Let's keep things in proportion, shall we?

Would permitting terminally ill people to obtain a consenting doctor's help to end their life really undermine our entire system of law? Yeah ... nah.

Grant Illingworth QC is concerned that if David Seymour’s End of Life Choice Bill is enacted, we somehow would be breaching the social contract on which our entire system of law rests. That would be a pretty big deal, if true.

The problem with this argument is that if it is correct, we’ve already broken that social contract long ago. Which makes me think that his objection can’t really be as strong as it first appears.

His claim is this. The State has a fundamental obligation to protect its weakest and most disadvantaged members. Allowing doctors to actively provide aid in dying breaches this obligation, because some weak and disadvantaged individuals inevitably will die because of it. Therefore, if the State permits such action to take place, it will breach its obligations to its citizens.

How do we know that weak and disadvantaged individuals will die? Well, he says, some people will manipulate their dying relatives into requesting aid in dying against their will. And as “doctors are fallible, just like any other human being”, they won’t be able to pick this up.

But here’s where things get tricky for Mr Illingworth. Because, any “competent” person may decide to die under the law as it is at the moment. 

If you have cancer, you can decide to stop treatment at any point. If you are on life support, you can demand that it be removed. The fact such choices inevitably will cause your death is irrelevant to your right to decide.

You can even choose to starve yourself to death if you want to, and the law actively forbids anyone from intervening to stop you. 

All of these decisions then rest upon a determination that a person is competent to make them. If you meet that test, your choice is sacrosanct and no-one may second guess it. But if you aren’t competent, then your decision does not have to be respected.

And determinations of competence are something that doctors make every time they assess whether someone is properly consenting to treatment. Equally, if a non-competent person seeks to end treatment, doctors may be ethically required to seek court permission to carry on doing so. 

So, here’s the issue with Mr Illingworth’s position. As our law presently allows people to choose to die on a daily basis, and doctors regularly are determining that they are competent to do so, how do we know that these decisions are not being manipulated? 

After all, greedy or mendacious relatives may be trying to get their relatives to end treatment to die sooner. They may be pressuring them to turn off their life support systems. They may be convincing them to refuse food and water until they pass away from lack of sustenance.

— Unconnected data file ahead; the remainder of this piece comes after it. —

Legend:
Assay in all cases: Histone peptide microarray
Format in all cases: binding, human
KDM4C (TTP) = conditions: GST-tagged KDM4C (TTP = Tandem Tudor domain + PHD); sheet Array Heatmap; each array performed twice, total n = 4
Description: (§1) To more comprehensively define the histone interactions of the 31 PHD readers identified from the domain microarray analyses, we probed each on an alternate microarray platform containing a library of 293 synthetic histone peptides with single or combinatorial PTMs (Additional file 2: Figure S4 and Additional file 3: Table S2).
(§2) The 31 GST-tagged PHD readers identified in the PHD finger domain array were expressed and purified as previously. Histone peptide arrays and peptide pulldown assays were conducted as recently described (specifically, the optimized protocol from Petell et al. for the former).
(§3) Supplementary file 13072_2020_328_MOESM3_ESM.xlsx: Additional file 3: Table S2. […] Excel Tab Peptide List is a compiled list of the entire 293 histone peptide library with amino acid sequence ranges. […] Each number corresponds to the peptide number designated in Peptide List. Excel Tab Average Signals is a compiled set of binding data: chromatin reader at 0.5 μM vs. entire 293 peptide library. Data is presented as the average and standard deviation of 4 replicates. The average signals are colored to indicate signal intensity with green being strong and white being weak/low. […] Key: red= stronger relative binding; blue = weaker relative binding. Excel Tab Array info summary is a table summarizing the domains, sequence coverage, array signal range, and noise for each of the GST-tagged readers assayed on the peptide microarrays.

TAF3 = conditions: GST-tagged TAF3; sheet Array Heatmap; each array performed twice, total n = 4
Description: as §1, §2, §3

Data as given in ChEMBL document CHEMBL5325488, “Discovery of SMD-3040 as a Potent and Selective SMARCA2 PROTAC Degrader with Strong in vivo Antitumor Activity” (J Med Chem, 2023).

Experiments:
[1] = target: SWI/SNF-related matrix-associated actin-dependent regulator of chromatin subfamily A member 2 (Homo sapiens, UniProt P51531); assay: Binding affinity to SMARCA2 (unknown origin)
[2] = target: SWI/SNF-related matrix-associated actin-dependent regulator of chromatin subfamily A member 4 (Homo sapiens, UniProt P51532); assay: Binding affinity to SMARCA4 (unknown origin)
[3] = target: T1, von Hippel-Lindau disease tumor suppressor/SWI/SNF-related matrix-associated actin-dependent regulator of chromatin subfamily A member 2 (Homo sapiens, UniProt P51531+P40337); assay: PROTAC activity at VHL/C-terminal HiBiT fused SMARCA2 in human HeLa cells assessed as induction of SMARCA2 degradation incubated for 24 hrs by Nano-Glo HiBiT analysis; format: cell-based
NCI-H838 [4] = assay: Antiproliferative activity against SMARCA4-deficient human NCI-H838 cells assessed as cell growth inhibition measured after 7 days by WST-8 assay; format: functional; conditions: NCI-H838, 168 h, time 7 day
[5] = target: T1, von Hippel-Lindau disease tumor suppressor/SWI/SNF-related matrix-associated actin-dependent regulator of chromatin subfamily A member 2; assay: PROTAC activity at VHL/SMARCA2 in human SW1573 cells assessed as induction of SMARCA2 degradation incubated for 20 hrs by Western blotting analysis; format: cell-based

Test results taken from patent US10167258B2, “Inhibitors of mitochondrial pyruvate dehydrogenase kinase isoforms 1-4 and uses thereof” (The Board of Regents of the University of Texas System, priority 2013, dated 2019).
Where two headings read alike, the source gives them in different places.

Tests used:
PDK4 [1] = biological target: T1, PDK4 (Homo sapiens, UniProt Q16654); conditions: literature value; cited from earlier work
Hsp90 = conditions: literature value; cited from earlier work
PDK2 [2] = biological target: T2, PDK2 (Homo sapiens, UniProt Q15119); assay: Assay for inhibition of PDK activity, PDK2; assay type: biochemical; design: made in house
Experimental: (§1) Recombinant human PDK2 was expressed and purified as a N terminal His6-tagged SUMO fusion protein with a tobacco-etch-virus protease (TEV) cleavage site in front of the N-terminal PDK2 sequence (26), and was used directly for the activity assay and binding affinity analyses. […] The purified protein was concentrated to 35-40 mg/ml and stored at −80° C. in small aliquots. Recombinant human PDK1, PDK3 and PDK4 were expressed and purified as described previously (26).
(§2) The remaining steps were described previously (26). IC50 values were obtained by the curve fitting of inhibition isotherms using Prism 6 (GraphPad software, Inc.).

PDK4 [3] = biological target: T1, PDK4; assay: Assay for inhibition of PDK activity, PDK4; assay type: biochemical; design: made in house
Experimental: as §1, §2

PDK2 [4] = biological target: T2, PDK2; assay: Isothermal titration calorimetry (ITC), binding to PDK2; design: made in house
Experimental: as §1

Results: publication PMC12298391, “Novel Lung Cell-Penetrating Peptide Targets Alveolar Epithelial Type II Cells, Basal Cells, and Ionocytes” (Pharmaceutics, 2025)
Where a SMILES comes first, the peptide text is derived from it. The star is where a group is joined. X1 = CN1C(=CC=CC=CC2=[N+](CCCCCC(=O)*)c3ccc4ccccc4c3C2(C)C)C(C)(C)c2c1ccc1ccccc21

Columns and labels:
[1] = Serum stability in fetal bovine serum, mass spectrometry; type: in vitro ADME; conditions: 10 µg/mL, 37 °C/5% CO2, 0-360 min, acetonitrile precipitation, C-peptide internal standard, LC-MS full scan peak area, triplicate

Yet our law says concern about such possible manipulation is not enough to override the right of competent patients to choose all of these outcomes. That’s because our legal system actually tries to balance two competing values; protection of the weak and disadvantaged, and promoting individual autonomy.

Yes, we want to make sure that decisions at the end of life really reflect a person’s freely made choices. But we also want people to be able to make such choices; to decide for themselves what “a good death” looks like on their terms.

As such, either Mr Illingworth’s argument proves that our current system of end-of-life decision making is a breach of the social contract that underpins our law, or it is flawed in its inception. Because once you accept that a person has a right to choose treatment options they know will result in their death, then you face all the problems of coercion and determining competence that he raises.

Here we may pause to note that Mr Seymour’s Bill actually imposes far stricter protections for those who would request that a doctor provide them with the medicine to die more quickly than presently exist for those who choose to die by rejecting treatment. 

As such, the challenge for Mr Illingworth is this. How does it fatally undermine the social contract on which our law is based for me to ask a doctor for medicine that allows me to die peacefully when I choose, when my telling my doctor “no more food, water or treatment – let me die” does not?

Of course, Mr Illingworth is right that we need to protect the weak and disadvantaged in our society. But Mr Seymour’s bill does this far more extensively than do current legal rules around end of life choices. And it also allows those truly competent people to decide for themselves how they want to die.

And that is something that would improve our law, not undermine it.